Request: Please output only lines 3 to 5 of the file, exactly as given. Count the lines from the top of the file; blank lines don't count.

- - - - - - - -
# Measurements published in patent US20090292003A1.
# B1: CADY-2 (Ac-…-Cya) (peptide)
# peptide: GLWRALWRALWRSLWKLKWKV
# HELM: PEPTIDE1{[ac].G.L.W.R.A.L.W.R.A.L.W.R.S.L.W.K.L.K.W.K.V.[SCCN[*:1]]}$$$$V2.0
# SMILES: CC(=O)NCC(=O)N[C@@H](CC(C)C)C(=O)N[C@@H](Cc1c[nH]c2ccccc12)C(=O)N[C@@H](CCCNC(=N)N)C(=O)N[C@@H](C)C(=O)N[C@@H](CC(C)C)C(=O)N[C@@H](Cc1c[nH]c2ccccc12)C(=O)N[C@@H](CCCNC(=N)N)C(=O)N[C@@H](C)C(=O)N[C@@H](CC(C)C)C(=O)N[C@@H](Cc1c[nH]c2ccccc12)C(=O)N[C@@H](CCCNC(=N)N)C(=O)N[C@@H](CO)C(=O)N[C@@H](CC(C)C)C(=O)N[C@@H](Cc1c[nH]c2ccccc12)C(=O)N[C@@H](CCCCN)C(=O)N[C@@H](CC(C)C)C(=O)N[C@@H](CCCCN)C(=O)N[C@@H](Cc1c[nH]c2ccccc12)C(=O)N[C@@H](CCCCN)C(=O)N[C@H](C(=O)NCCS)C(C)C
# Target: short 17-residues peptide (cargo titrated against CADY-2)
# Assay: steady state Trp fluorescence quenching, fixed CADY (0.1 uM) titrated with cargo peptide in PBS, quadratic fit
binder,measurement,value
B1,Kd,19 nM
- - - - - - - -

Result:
# peptide: GLWRALWRALWRSLWKLKWKV
# HELM: PEPTIDE1{[ac].G.L.W.R.A.L.W.R.A.L.W.R.S.L.W.K.L.K.W.K.V.[SCCN[*:1]]}$$$$V2.0
# SMILES: CC(=O)NCC(=O)N[C@@H](CC(C)C)C(=O)N[C@@H](Cc1c[nH]c2ccccc12)C(=O)N[C@@H](CCCNC(=N)N)C(=O)N[C@@H](C)C(=O)N[C@@H](CC(C)C)C(=O)N[C@@H](Cc1c[nH]c2ccccc12)C(=O)N[C@@H](CCCNC(=N)N)C(=O)N[C@@H](C)C(=O)N[C@@H](CC(C)C)C(=O)N[C@@H](Cc1c[nH]c2ccccc12)C(=O)N[C@@H](CCCNC(=N)N)C(=O)N[C@@H](CO)C(=O)N[C@@H](CC(C)C)C(=O)N[C@@H](Cc1c[nH]c2ccccc12)C(=O)N[C@@H](CCCCN)C(=O)N[C@@H](CC(C)C)C(=O)N[C@@H](CCCCN)C(=O)N[C@@H](Cc1c[nH]c2ccccc12)C(=O)N[C@@H](CCCCN)C(=O)N[C@H](C(=O)NCCS)C(C)C